Safety raised in pool row

Joe Butterfield
Joe Butterfield
The heat is on over the immediate future of the Otago Therapeutic Pool, in Dunedin.

The Southern District Health Board and the Otago Therapeutic Pool Trust are at odds over how long the pool can be safely used before its future is decided.

The board says there is a health and safety issue in not draining the pool at the end of this year, but the trust wants to wait until the middle of next year, and says it is safe for the public to use.

The trust says it would benefit from the extra time to find a solution to the pool's future.

When the pool is drained it is expected some of the tiles will fall away, triggering the spending of up to $400,000 of an estimated $1 million upgrade.

The health board yesterday considered the matter at a meeting in Dunedin, but resolved little except agreeing to encourage discussion with the trust and the Dunedin City Council.

Board members largely expressed little enthusiasm for keeping the pool, or at least for the financial risk it posed.

Board members Richard Thomson and Dr John Chambers, both of Dunedin, spoke in its favour.

Mr Thomson said the board's tone should change to emphasise ''hope and opportunity'' around keeping the pool.

The board, described yesterday as ''broke'' by chairman Joe Butterfield, says it cannot afford the pool's $100,000 annual operating shortfall, or the required upgrade.

Trust secretary-treasurer Neville Martin said the pool, which has not been drained for 18 months, was not a health and safety risk.

He said the board was too focused on the required capital spending of up to $1 million, which could be fundraised.

The board should contribute to the running costs of the pool, the level of which could be negotiated.

''The value of this facility is well founded and widely recognised among those who work in the health sector and folk in the Dunedin and Otago communities,'' Mr Martin said.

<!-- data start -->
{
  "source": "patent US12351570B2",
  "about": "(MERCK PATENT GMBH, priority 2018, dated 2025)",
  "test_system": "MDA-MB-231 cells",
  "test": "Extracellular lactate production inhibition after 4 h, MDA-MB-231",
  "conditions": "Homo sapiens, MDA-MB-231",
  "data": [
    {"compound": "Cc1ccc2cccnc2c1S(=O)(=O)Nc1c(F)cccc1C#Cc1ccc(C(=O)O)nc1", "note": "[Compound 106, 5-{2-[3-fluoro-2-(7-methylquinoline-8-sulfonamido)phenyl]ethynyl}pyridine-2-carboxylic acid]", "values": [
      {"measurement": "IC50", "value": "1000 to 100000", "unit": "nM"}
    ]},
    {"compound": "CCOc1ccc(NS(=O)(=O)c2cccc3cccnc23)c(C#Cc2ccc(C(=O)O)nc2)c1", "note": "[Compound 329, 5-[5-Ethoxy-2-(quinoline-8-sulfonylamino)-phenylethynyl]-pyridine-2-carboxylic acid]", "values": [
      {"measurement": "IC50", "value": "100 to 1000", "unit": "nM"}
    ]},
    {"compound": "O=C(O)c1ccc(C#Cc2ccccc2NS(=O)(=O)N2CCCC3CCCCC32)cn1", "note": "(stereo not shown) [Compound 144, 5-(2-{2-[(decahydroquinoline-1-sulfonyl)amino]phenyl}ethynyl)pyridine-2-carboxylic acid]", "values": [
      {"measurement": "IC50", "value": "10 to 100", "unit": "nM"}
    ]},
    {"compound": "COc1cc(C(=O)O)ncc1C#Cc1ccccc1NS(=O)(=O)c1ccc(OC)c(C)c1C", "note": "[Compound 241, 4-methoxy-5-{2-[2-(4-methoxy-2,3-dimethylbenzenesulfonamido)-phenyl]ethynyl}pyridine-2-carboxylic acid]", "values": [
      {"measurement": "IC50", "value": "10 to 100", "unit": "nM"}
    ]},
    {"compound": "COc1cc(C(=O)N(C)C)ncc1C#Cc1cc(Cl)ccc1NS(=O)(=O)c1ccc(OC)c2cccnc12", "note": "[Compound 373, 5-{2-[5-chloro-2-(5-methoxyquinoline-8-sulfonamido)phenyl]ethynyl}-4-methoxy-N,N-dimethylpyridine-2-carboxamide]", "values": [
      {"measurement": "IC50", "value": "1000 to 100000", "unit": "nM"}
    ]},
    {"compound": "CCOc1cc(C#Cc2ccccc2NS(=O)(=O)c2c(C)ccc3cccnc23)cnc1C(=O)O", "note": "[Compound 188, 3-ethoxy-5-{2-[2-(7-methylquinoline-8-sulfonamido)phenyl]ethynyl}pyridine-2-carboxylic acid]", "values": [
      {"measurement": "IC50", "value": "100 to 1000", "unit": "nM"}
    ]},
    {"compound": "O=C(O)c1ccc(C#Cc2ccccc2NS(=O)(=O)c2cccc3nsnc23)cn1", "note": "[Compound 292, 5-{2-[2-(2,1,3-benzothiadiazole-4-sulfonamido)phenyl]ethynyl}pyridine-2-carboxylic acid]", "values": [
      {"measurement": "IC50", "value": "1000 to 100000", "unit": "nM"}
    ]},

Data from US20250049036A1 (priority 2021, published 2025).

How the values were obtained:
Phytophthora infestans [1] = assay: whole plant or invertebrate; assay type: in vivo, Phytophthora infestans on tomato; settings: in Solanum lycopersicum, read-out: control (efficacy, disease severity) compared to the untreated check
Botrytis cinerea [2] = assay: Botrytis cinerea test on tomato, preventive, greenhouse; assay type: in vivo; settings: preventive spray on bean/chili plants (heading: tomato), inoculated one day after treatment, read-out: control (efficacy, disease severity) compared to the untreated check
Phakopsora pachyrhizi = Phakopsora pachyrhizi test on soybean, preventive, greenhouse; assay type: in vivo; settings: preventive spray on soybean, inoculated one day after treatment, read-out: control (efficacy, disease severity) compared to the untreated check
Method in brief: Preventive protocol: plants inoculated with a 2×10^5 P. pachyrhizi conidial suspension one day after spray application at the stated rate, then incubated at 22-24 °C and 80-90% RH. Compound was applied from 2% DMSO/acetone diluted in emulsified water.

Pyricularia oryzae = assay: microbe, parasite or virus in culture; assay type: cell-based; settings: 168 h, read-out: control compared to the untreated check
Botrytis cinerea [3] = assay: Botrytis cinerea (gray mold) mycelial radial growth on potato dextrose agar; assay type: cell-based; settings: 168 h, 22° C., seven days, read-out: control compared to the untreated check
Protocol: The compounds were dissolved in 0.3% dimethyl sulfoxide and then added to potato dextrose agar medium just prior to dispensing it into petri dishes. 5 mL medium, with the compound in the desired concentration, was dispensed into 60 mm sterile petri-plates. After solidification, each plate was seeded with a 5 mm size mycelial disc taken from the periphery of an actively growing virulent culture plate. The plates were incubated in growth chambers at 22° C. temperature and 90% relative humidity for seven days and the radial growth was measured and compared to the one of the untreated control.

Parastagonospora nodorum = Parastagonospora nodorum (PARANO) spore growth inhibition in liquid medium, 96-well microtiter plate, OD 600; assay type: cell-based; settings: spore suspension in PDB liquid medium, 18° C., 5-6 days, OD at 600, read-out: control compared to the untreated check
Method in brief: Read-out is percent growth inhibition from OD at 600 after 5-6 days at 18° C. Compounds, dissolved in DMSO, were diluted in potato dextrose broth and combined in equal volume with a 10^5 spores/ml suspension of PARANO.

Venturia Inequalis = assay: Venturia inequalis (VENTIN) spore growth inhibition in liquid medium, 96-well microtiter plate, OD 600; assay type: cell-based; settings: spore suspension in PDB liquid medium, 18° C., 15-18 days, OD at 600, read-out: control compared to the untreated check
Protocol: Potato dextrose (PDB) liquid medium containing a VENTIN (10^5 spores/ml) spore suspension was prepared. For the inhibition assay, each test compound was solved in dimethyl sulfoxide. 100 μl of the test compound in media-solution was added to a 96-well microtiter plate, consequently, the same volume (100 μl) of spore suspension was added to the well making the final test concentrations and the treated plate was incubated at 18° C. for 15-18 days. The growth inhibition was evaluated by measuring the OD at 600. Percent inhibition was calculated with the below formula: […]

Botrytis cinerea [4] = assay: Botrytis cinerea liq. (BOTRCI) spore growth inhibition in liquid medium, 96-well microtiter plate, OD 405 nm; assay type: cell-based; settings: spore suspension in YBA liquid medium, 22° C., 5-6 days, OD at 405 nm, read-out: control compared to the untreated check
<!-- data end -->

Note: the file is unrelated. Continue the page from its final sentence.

''It is too precious to allow a cost-saving agenda across the breadth of SDHB to end it.''

After the meeting, Mr Martin said he had considered the deadline, and while December was long enough to find a solution, he would prefer more time. The pool's water met safety standards.

''I also want to consult the DCC about the advice from SDHB management that for health reasons the pool must be emptied at the end of this year.''

''This aspect appeared to dominate the chairman's reasoning to stay with the end of year deadline,'' Mr Martin said.

''I am not sure that the board members - apart from a couple - took on my submission about who needs to fund the capital expenditure.

''It appears to me that this is still affecting their judgement and their decision to close the pool.''

Earlier, Mr Butterfield told board members the pool must be drained at the end of the year as it posed a health and safety risk. Draining it would initiate upgrade work the board could not afford, as it had severely limited capital spending ability.

Mr Butterfield said he had shifted deliberations on the pool into the public section of yesterday's meeting, because of the publicity generated by its possible closure.